Choice has not been part of our educational mindset.  But as the need for higher levels of creativity, critical thinking, collaboration and communication increase; we will need students who take on more ownership and autonomy.  This will allow for all students to achieve and be connected to their learning.
    Educators will need to continue to approach learning from the learner’s needs and interests and develop appropriate choices around that.   We all need to choose CHOICE.  LET’S ALL BE PRO-CHOICE TOWARDS EDUCATION!!!

(photos courtesy of Foter)

Monday, May 5, 2014

Beyond the Standard Standards

     Since I became a professional educator in 1990, there has been a focus on what we teach.  Sometime it has been a focus on what students should learn.  Either way, there has been an on-going discussion on what our students should be doing while at school and what will prepare them for their futures.
      Naturally, this seems like a reasonable idea.  However, there is not agreement here.  For years, it was about subject content and competencies.  In California, we had the Frameworks that were supposed to be guides as to what to teacher at every grade level in every subject area.
      Then, we had the State Standards that took the content goals to the next level.  We now had tests on content in all core subjects at each grade level.  Students were expected to “know” certain things and demonstrate that on the multiple-choice tests.
     In high school specifically, we’ve also had our requirements.  For example, there is A-G that the colleges and universities to determine which courses and their completion are necessary for post-secondary success or admission.
     Then, because of accreditation and entities like WASC, we’ve had things like ESLRs (Expected School wide Learning Results).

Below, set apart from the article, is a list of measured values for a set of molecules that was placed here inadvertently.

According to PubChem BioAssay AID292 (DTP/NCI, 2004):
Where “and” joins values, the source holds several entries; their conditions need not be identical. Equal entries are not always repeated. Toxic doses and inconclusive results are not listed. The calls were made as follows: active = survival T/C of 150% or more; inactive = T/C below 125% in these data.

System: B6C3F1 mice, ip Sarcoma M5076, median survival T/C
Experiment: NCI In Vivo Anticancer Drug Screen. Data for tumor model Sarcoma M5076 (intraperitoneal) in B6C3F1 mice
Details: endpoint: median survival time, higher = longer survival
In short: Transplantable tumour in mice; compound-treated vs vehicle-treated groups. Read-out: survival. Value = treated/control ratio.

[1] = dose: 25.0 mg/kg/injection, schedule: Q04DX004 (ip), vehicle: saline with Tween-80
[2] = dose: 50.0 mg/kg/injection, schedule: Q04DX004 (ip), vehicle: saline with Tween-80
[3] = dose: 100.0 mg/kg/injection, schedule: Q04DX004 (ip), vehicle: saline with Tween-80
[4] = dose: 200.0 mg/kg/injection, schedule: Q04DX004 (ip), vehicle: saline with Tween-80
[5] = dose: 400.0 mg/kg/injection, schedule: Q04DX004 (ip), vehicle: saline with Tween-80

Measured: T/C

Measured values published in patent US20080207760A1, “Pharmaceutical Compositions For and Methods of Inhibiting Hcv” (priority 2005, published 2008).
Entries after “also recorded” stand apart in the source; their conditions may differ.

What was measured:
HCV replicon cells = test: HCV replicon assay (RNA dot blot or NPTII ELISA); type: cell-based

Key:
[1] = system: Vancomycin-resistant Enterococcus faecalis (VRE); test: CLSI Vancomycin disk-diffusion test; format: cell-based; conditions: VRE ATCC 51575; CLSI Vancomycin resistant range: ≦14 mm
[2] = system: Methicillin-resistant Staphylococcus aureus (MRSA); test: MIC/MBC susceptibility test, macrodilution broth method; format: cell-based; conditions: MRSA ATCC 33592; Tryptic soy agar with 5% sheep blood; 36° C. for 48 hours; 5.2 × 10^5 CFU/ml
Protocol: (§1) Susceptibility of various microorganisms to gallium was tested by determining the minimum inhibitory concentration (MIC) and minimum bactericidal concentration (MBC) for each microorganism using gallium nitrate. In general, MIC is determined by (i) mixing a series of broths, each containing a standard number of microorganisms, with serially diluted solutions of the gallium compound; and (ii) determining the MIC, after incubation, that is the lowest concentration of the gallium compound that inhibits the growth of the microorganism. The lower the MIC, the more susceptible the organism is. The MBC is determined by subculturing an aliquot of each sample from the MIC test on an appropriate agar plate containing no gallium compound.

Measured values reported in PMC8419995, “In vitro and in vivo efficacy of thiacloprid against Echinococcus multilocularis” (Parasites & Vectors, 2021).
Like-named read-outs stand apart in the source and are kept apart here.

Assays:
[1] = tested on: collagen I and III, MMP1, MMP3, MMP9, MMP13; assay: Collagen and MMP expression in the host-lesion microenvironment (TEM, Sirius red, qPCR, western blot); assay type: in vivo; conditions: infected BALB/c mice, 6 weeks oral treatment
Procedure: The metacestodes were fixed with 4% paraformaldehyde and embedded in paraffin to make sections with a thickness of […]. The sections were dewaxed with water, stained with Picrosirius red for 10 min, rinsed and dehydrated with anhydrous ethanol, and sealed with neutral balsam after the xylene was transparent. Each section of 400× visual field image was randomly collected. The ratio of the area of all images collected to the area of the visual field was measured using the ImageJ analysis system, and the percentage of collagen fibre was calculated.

Again, to some degree, we’ve continued to wrestle with what we’re supposed to teach and what students are supposed to learn.  Based on the changing nature of the world in every facet – economically, socially, financially, technologically, etc. – it seems logical as well that our learning goals – or standards – would change and evolve too.
    In recent years, we have seen things like the Partnerships for 21st Century skills (  This has been an effort to acknowledge that the world is changing and that there needs to be an educational focus on things like the Four C’s (Collaboration, Communication, Creativity and Critical Thinking), as we as Information & Media Literacy, Life & Career Skills and more.
      And now, we also have the Common Core Stand Standards.  This seems to be an effort to get away from knowing content to rather performing or doing something with content.  There is a greater focus on critical thinking, analysis, problem solving and process vs. just the answer.  That may be oversimplified, but we need to summarize where we’ve been and where we’re going.  And Naturally, this will affect not only the curriculum & instruction, but the assessments and a whole lot more.
      Again, it seems logical that our standards would evolve.  It also seems reasonable that our educators, students and others would like a road map or plan.  And maybe it’s ok that we’re not in agreement.  Maybe in the world of choice, learners can choose which set of standards they would like to pursue and be held accountable for………probably too crazy right?
      However, in my estimation, I would like to see the high school standards become more specific and go to the next level to say the least.  Maybe reflection of standards should be a standard.  Regardless, here are some specific standards, or learning goals, that I’d like to see all high school students have:

·      All students will have an Individual Learning Plan or Individual Passion Plan where they get to choose area of interest to learn and study in both core and elective courses.
·      All students will have access to one-to-one digital technology for all classes in high school
·      All students will have a digital portfolio and professional website that has to be publicly shared, as well as presented to with peers, teachers and community members at least once per year.
·      All students will receive annual instruction on professional social media use and use social media as part of their professional and academic work.
·      All students will learn financial literacy in every math course they take.
·      All students will have STEM/STEAM opportunities and activities in their math classes.
·      All English classes will teach, model and require digital publishing.
·      All students will have at least one formal on campus staff mentor.
·      All students will have at least one formal off campus professional mentor.
·      All students will complete quarterly surveys of their instruction and curriculum for continual improvement purposes